It’s Dawning on Folks: Grace Episcopal is in Trouble

By | November 29, 2018

One of the things that’s amusing to watch is the slow progression as it gradually dawns on the denizens of Planet Malm (a self-contained planet, pretty to look at, but with an atmosphere of toxic gusts) that the place is in trouble, particularly on the financial front.

In 2014, I repeatedly warned Bob, in writing, that my forward-looking financial projections showed that existing cost structures were unsustainable, and that without major changes, the church was headed towards financial insolvency in 2018. And while my modeling showed that reducing expenses could buy some time, only major changes, including reduced cost structures and enhanced revenue, would result in the church’s survival.
True to form, Dysfunctional Bob gave me the big brush-off, either ignoring my analyses or offering up empty platitudes. Yet every possible model showed the same thing—which was that, when one factored in depreciation and amortization, the church’s ongoing annual deficit of more than $100,000 could not be ignored forever. Shocker, that.
Similarly, even a few months ago, vestry members were brashly assuring folks that no capital campaign would be needed, that the HVAC could be paid for without one, and similar claptrap. Of course, that ignored declining revenue and attendance, increasing healthcare and other costs, and the ongoing decline in organizational financial capacity due to inflation. Specifically, a flat budget is a declining budget, and over the past 10 years the church’s annual purchasing capacity has declined by 16 percent, even before it paid annual cost of living increases to Dysfunctional Bob. And the 2014 write off of the $100,000 that Bob owed the church was both incredibly stupid and unwarranted; Bob already is wildly overpaid, and far from a superior performer. Indeed, as an administrator, I’d rate Bob as a D-. Not the worst out there, but well toward the bottom of the barrel.
Compounding matters is the fact that Bob is largely checked out. Yes, he can recite the fact that both giving and number of giving units has to increase, but he’s known that for many years, with zero long-term plan to get from here to there. Nor is he doing anything to ask those who could help draw up such plan to do so; to the contrary, Bob vehemently resists any such suggestion.
In recent months, vestry members finally are starting to talk about a capital campaign, something I had recommended back in 2014. But the problem is that these tend to reduce annual giving, and the church is barely able to cover its fixed expenses, including Bob’s insanely generous compensation package. In other words, there’s a sweet spot when it comes to timing a capital campaign, and the church long ago missed that spot.
On top of everything, it’s very hard to grow a church in any fashion when there is unresolved conflict. In that department Bob, not surprisingly, has managed to knock one out of the park. Thanks to Bob’s efforts to throw folks off the island, and his weird claims of domestic terrorism, and my unwillingness to roll over and play dead, Grace Church is now known far and wide as a toxic church. That conclusion is compounded by his wildly ill-considered settlement proposal, which may have looked good to Jeff Chiow as a legal matter, but falls painfully short from a Christian perspective, as well as from both a tactical and a strategic perspective. But then, we’re talking about an attorney who makes up fictional events and happenings in his legal documents, so what else would you expect?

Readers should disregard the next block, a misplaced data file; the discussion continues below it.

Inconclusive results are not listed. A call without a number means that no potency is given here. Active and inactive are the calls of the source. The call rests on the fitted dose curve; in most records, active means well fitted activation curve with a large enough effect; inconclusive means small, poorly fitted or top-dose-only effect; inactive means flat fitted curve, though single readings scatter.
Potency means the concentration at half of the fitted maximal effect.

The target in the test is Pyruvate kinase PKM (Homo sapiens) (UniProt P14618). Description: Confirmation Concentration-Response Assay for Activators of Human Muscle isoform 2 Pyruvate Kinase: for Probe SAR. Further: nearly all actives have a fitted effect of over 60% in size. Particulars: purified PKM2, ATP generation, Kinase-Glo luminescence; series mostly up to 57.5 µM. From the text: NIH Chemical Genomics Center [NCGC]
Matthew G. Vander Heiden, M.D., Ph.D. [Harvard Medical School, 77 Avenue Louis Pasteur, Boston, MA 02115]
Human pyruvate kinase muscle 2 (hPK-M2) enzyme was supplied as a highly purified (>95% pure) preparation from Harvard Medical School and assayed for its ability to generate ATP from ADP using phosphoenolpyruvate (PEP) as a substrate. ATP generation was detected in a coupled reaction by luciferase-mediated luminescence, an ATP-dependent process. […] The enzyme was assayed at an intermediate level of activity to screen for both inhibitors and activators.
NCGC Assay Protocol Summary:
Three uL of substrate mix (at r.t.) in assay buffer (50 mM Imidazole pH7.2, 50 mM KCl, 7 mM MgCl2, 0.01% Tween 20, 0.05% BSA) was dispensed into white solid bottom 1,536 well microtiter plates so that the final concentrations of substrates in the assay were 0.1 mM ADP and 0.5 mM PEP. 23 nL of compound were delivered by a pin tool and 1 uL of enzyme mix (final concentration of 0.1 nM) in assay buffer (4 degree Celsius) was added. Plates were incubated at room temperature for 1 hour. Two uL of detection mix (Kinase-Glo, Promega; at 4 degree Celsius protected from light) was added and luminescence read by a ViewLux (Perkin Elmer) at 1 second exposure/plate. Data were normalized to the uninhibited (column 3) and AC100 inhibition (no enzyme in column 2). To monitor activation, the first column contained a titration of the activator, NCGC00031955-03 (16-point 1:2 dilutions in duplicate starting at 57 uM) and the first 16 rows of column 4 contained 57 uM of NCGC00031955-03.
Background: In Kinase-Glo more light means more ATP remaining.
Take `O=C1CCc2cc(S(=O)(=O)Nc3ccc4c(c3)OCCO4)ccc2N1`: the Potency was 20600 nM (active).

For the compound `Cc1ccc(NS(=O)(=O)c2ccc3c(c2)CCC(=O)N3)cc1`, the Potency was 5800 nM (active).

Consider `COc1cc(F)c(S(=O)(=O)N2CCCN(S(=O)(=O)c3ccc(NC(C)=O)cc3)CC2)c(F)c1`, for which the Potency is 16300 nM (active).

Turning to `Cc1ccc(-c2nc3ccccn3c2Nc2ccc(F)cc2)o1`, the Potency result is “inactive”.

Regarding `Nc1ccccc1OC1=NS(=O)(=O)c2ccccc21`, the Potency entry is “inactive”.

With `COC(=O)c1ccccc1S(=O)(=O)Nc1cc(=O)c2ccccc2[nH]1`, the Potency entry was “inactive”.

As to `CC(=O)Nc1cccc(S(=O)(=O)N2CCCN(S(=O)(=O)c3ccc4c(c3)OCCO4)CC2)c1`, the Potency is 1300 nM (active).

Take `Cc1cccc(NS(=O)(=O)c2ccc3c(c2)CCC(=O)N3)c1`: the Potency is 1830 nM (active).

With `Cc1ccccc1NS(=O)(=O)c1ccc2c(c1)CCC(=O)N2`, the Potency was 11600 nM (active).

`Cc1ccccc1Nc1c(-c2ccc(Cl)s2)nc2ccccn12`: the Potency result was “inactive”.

Moreover, Bob has painted himself in a corner. Under the terms of the protective order, we can have no contact until 2020, and I have told Bob that I want no contact, period. So there is zero chance of reconciliation or a ceasefire, and no possibility of change. That means that the church will remain a hot mess until something gives, and that something most likely will be the budget.
Meanwhile, look for the new Alexandria sewer tax and increased health insurance costs to further increase next year’s costs, while pledges will continue to remain soft. And conflict and tensions within the parish likely will mount as it dawns on people that, as I predicted in 2014, the church is in a bad way financially. Moreover, the old joke about any club that would have me as a member isn’t one I’d want to join holds true for getting a new assistant rector. No younger clergyperson worth her salt is going to want to step into the hornet’s nest that is Planet Malm, nor suffer the reputational damage that comes with serving a parish that thinks it’s okay to drag an elderly dying woman into court, or that it’s okay to sue your parishioners. And the myriad hateful comments on social media from parishioners and Bob’s family do nothing to reassure prospective candidates.
To make matters worse, while tension and conflict are givens when faced with declining financial resources, Dysfunctional Bob and Sugarland have modeled a no-holds-barred, the ends-justify-the-means approach to conflict. So, as things get worse at Grace Church, look for some seriously sharp elbows and lots of fiery blasts. Food fight, here we come.
Things will be interesting, for sure.